Ladders and Platforms – Knowledge Centre


Any work that involves working at height, including access to height as part of work, requires the safest equipment available. Workplace safety laws mandate it and industry standards set the type and quality of equipment that is acceptable and necessary in modern workplaces.

The growing awareness of falls as a hazard in building and maintenance trades, and in workplaces with elevated working levels such as mezzanines and warehouse storage levels, has seen the shift away from relying on portable ladders as a working platform to using engineering and technology that allows height to be reached with reduced risk.

The range of work at height equipment is as diverse as safety steps, extension ladders, platform step ladders, warehouse ladders, work platforms, maintenance platforms, mobile scaffolds, safety platforms and industrial ladders. Safety needs to be part of the decision about what is adequate equipment and whether elevated work or access for work is temporary or requires a fixture that is permanent.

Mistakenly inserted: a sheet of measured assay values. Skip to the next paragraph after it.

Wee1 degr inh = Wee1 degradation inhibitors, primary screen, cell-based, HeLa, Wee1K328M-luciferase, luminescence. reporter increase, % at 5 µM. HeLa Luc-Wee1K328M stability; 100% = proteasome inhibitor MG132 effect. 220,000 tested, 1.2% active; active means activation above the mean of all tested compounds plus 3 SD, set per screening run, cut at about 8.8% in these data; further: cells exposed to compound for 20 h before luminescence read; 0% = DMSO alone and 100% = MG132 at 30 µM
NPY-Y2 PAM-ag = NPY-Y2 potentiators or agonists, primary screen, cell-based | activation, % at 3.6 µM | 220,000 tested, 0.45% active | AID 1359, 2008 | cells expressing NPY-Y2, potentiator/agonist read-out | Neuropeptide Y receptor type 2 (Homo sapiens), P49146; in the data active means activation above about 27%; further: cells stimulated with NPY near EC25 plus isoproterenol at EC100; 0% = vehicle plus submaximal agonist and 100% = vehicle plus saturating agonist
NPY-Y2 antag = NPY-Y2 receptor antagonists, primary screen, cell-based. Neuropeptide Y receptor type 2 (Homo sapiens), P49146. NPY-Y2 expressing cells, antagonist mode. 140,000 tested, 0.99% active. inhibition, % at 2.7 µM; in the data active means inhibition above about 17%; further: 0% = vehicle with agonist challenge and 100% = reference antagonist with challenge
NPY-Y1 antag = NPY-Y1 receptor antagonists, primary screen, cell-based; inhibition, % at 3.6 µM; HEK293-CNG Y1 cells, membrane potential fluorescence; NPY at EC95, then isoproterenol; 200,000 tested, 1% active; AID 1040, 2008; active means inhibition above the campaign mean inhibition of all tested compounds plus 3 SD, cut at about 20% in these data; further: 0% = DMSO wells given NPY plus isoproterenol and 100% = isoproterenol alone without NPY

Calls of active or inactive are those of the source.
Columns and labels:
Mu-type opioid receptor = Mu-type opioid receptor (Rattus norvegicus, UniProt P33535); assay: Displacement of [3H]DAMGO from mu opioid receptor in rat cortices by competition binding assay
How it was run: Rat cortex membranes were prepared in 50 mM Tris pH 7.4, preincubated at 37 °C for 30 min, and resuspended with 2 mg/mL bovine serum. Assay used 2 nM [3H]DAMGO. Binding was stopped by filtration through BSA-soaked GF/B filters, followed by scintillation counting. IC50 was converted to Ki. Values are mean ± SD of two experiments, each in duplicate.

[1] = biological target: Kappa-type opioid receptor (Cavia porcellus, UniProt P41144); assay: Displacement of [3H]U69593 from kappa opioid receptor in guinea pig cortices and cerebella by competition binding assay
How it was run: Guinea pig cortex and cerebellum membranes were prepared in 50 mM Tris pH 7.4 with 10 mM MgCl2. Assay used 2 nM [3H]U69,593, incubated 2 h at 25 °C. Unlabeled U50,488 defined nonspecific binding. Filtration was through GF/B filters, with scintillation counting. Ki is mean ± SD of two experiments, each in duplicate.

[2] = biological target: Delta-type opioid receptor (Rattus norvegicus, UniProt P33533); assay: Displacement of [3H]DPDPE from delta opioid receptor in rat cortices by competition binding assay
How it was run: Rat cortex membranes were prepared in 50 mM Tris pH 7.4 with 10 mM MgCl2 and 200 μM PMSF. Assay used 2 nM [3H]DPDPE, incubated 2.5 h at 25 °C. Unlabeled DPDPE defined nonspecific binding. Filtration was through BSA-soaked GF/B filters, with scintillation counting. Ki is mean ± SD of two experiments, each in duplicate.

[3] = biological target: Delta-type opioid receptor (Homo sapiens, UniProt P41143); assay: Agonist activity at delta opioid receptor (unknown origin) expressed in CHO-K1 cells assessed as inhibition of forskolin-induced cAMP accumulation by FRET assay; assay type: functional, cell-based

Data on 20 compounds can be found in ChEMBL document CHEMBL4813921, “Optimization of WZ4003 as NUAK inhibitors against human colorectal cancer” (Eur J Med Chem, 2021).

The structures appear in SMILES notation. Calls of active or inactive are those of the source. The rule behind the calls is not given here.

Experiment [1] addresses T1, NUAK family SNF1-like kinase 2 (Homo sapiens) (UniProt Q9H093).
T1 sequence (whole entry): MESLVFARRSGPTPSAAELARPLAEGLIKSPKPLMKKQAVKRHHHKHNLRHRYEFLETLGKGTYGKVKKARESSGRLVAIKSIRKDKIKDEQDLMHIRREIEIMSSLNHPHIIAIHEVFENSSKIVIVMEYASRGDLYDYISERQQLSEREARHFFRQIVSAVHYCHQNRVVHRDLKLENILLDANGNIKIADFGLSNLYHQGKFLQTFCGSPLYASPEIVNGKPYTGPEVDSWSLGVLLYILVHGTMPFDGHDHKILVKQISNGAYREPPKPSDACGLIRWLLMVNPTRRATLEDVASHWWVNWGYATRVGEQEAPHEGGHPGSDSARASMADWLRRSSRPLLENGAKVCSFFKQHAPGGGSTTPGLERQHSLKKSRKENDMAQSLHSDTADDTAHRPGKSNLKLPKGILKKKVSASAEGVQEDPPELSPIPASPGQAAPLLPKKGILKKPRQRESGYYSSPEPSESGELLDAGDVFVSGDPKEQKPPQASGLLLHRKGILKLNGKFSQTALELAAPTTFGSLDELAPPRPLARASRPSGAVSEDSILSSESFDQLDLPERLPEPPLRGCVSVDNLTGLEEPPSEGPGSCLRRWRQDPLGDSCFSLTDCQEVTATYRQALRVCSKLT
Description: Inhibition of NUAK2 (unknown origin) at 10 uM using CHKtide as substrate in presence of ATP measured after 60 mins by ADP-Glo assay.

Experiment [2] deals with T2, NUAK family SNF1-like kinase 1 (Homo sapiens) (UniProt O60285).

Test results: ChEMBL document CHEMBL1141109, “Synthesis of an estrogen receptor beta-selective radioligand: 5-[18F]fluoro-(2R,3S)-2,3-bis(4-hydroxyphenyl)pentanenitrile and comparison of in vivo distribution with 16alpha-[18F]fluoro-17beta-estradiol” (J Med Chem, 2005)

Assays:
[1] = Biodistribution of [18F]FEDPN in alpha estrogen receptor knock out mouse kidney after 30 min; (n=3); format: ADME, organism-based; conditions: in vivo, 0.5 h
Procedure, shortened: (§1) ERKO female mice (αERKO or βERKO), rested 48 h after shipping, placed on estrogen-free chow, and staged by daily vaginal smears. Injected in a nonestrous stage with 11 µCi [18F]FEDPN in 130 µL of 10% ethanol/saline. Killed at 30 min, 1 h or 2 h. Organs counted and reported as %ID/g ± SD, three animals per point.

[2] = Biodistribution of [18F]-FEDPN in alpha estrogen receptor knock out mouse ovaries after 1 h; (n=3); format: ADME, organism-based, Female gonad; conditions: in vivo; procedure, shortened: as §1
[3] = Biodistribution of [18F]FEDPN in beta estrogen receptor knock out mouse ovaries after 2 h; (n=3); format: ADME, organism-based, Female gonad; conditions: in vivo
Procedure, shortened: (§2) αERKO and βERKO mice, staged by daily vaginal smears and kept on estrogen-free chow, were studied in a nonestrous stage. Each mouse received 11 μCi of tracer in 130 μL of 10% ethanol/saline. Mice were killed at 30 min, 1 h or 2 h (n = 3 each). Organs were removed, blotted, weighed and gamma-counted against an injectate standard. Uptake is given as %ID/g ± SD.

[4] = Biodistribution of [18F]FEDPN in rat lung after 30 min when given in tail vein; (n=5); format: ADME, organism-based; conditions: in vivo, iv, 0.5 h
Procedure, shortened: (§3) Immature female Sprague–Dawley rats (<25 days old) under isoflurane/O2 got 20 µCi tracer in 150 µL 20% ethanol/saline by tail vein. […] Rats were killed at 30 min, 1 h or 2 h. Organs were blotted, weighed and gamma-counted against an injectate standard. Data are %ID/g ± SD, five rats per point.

In safety terms, fall protection and access equipment is classified, in order of effectiveness as a:

  • fall prevention device eg fixed guard railing
  • work positioning system eg elevating work platform
  • fall arrest system eg ladders.

Suppliers of height access equipment are required to provide all the necessary advice for safe use such as recommended safe work procedures, safe sequencing of work and regular preventative maintenance.



Ladders are among the most commonly used pieces of equipment, and potentially the most dangerous. A task requiring a ladder can be done safely but too many people fail to follow the basic rules for using a ladder for work.


Ladders are often the only solution to many day to day tasks, typically for temporary access or as a work platform for short term work. These tasks should be done with the right type of industrial grade ladder for the job, whether that be an extension type, a conventional single ladder or step ladder.

The safety rules are:

Setting up a ladder:

  • choose a solid, stable and level surface to prevent tilting or slipping
  • place single/extension ladders at a slope of four to one (set up step ladders in fully opened and locked position)
  • have at least 900mm overhang for access
  • secure single and extension ladders top and bottom
  • test the ladder for stability before climbing it.

Using or working safely on a ladder:

  • face the ladder when going up or down or when working from it
  • never stand higher than a rung that is at least 900mm from the top or if using a step ladder the second tread below the top plate
  • always have two hands free to climb
  • do not use tools that require high force